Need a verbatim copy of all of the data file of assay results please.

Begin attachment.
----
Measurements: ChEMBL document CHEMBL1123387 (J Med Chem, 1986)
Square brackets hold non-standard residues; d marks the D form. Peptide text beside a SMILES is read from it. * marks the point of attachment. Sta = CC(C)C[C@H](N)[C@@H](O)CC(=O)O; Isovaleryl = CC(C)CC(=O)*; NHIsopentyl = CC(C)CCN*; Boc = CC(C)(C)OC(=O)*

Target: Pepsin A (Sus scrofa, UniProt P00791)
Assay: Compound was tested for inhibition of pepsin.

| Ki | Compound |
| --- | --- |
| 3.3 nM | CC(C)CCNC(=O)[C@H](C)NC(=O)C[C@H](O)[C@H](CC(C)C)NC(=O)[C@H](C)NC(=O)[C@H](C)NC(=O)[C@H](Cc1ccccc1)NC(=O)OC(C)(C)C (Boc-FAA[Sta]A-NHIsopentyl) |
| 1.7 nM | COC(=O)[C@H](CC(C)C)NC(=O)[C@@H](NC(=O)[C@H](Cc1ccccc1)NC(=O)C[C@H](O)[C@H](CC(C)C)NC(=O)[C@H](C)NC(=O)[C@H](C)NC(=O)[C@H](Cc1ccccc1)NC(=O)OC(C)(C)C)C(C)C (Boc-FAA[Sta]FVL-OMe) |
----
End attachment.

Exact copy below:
Measurements: ChEMBL document CHEMBL1123387 (J Med Chem, 1986)
Square brackets hold non-standard residues; d marks the D form. Peptide text beside a SMILES is read from it. * marks the point of attachment. Sta = CC(C)C[C@H](N)[C@@H](O)CC(=O)O; Isovaleryl = CC(C)CC(=O)*; NHIsopentyl = CC(C)CCN*; Boc = CC(C)(C)OC(=O)*

Target: Pepsin A (Sus scrofa, UniProt P00791)
Assay: Compound was tested for inhibition of pepsin.

| Ki | Compound |
| --- | --- |
| 3.3 nM | CC(C)CCNC(=O)[C@H](C)NC(=O)C[C@H](O)[C@H](CC(C)C)NC(=O)[C@H](C)NC(=O)[C@H](C)NC(=O)[C@H](Cc1ccccc1)NC(=O)OC(C)(C)C (Boc-FAA[Sta]A-NHIsopentyl) |
| 1.7 nM | COC(=O)[C@H](CC(C)C)NC(=O)[C@@H](NC(=O)[C@H](Cc1ccccc1)NC(=O)C[C@H](O)[C@H](CC(C)C)NC(=O)[C@H](C)NC(=O)[C@H](C)NC(=O)[C@H](Cc1ccccc1)NC(=O)OC(C)(C)C)C(C)C (Boc-FAA[Sta]FVL-OMe) |